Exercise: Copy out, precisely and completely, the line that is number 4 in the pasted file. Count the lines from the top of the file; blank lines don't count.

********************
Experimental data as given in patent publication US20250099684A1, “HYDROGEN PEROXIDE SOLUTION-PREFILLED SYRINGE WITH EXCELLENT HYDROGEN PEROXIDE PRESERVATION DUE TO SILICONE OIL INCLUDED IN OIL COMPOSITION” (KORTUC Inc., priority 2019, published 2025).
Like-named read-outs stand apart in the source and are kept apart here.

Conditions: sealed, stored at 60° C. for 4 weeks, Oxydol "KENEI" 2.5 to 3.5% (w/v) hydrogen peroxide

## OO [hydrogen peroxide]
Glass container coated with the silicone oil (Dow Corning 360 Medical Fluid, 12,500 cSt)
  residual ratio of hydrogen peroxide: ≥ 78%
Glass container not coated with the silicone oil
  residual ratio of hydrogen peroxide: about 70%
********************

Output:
## OO [hydrogen peroxide]